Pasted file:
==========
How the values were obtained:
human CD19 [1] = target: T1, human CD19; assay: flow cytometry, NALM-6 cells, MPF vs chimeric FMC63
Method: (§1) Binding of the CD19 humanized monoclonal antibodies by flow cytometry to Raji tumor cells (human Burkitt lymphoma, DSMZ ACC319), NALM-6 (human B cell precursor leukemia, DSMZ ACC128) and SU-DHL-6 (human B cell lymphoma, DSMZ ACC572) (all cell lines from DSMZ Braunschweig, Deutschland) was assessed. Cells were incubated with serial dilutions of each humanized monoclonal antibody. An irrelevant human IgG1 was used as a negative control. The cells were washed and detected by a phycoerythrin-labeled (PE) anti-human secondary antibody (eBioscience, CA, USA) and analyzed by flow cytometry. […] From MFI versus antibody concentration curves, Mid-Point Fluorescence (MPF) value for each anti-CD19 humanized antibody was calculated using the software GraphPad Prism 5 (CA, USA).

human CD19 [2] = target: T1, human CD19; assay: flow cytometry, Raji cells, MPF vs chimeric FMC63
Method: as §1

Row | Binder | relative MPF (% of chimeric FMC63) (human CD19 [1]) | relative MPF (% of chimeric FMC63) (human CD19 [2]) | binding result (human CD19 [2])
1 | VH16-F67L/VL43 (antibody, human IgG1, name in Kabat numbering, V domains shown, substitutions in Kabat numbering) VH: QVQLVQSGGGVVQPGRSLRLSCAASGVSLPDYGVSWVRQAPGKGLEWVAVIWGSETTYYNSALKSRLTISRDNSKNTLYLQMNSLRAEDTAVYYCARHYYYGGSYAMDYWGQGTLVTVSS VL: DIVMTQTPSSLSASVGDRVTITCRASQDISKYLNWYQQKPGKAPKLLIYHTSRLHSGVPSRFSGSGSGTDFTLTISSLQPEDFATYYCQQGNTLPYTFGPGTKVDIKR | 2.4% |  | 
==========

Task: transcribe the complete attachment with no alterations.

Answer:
How the values were obtained:
human CD19 [1] = target: T1, human CD19; assay: flow cytometry, NALM-6 cells, MPF vs chimeric FMC63
Method: (§1) Binding of the CD19 humanized monoclonal antibodies by flow cytometry to Raji tumor cells (human Burkitt lymphoma, DSMZ ACC319), NALM-6 (human B cell precursor leukemia, DSMZ ACC128) and SU-DHL-6 (human B cell lymphoma, DSMZ ACC572) (all cell lines from DSMZ Braunschweig, Deutschland) was assessed. Cells were incubated with serial dilutions of each humanized monoclonal antibody. An irrelevant human IgG1 was used as a negative control. The cells were washed and detected by a phycoerythrin-labeled (PE) anti-human secondary antibody (eBioscience, CA, USA) and analyzed by flow cytometry. […] From MFI versus antibody concentration curves, Mid-Point Fluorescence (MPF) value for each anti-CD19 humanized antibody was calculated using the software GraphPad Prism 5 (CA, USA).

human CD19 [2] = target: T1, human CD19; assay: flow cytometry, Raji cells, MPF vs chimeric FMC63
Method: as §1

Row | Binder | relative MPF (% of chimeric FMC63) (human CD19 [1]) | relative MPF (% of chimeric FMC63) (human CD19 [2]) | binding result (human CD19 [2])
1 | VH16-F67L/VL43 (antibody, human IgG1, name in Kabat numbering, V domains shown, substitutions in Kabat numbering) VH: QVQLVQSGGGVVQPGRSLRLSCAASGVSLPDYGVSWVRQAPGKGLEWVAVIWGSETTYYNSALKSRLTISRDNSKNTLYLQMNSLRAEDTAVYYCARHYYYGGSYAMDYWGQGTLVTVSS VL: DIVMTQTPSSLSASVGDRVTITCRASQDISKYLNWYQQKPGKAPKLLIYHTSRLHSGVPSRFSGSGSGTDFTLTISSLQPEDFATYYCQQGNTLPYTFGPGTKVDIKR | 2.4% |  | 